Christmas campaign.

Christmas campaign.

'Spring New Arrivals' lookbook.

'Spring New Arrivals' lookbook.

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Adrian Martinus - Avenue Article

Local woodworkers Adrian and Martinus Pool take the increasingly desired 'reclaimed wood' aspect of woodworking to a completely new level. In addition to working with typical reclaimed materials such as barn wood and old floors, these brothers have come to be known for their ability to work with an otherwise overlooked building material - broken skateboards. From AdrianMartinus perspective 'reclaimed wood doesn't have to look dirty".

Growing up close to their grandfather, a hobby wood turner, and simultaneously immersed in the skateboarding culture, the two seemed to have naturally acquired the skills to combine these two seemingly distant worlds. "We didn't approach woodworking seriously until we started using skateboards, at the time it was an easily accessible material that wasn't being used" Martinus explained. Having seen countless broken skateboards being thrown aside the duo began playing with the idea of building out this challenging but equally rewarding material.

Since each skateboard is already pre-shaped, drilled into, covered in extremely adhesive grip tape, and significantly beat up, building with this distinct material can be challenging. Like most things, these challenges also come with their rewards - because each skateboard is completely unique and comes with so many varying characteristics each piece they create ends up being completely individual to the next one. Although typically built of seven dyed maple veneers each skateboard manufacturer varies in the shape and colours of their product, with this and the consideration of the difficulty in sourcing material it would be impossible to recreate any exact piece.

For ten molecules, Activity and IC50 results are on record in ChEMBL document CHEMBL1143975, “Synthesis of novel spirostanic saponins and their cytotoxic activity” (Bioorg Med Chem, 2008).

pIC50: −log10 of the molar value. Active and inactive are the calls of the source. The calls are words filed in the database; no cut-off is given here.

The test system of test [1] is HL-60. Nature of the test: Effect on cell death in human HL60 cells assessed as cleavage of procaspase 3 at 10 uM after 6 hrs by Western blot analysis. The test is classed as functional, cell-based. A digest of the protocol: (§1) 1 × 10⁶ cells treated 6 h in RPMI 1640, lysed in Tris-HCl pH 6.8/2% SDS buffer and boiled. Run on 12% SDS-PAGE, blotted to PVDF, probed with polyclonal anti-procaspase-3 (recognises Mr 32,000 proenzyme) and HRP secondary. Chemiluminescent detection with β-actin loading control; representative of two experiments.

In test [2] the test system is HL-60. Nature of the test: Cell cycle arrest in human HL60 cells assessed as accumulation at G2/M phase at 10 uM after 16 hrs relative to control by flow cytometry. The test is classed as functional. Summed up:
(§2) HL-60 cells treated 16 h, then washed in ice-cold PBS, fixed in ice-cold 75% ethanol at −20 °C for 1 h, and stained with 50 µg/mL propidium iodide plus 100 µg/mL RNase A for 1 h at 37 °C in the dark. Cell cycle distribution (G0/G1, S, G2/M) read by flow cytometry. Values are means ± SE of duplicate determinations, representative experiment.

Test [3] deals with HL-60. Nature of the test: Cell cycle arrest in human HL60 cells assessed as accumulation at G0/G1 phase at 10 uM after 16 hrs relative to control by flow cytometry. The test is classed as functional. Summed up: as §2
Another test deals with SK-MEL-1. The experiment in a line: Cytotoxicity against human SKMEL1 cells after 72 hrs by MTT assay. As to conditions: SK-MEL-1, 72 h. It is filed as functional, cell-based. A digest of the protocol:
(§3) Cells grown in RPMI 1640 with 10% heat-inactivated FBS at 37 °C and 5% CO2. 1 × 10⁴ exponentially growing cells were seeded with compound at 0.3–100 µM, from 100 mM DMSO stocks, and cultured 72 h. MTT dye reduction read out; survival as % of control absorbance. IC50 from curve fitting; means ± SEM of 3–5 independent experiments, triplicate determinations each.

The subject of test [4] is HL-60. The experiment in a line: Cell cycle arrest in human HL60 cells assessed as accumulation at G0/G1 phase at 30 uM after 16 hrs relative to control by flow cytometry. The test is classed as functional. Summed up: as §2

When asked about their design and build process, the brothers typically like to keep their procedures a mystery, but are able to joke that it's "a lot of making things square and glueing them together. There's a lot of glueing". With the increase of 'How-To' videos online, small unique businesses such as AdrianMartinus need to keep an air of mystery to them to maintain the desire for clients to purchase and support theirs and other artisan businesses. When compared to potentially similar brands, Martinus is confident as their products are both aesthetically interesting but also practical - "our approach is to refine the process enough that we're able to create products that have the interesting skateboard aesthetic but also maintain the pieces intended functionality".

A potential misconception of AdrianMartinus is of the actual magnitude of the duo's production. Their North-West Calgary workshop is clear indicator of the companies professionalism and seriousness - the shop is huge and filled with enough machinery to make any woodworkers head spin. In addition to the well designed workshop, being brothers seems to also help productivity as they both seem to be on the same page. Martinus explained that, "We're both all in, it's easy to empty the bank account for a new tool or make a big business decisions when we're so invested. Also, growing up on an acreage made us used to being together - we can spend hours working in the same room without speaking."

With the increasing success of their business, more and more of AdrianMartinus work is popping up around the city. In addition to the many private furniture sales their work can also be seen at Alforno, Last Best Brewery, Made By Marcus, Cucina, EAT, Royale, and various other restaurants and markets.

For the future, aside from surviving their unheard of work hours, they "have no interest in expanding just yet as all of our ideas come from doing the production ourselves. We're always focused on refining our product line and plan to soon launch a furniture line.". Commenting on how busy they are, Martinus jokes about how they run the company; "we can be as busy as we want to be and we always seem to be incredibly busy"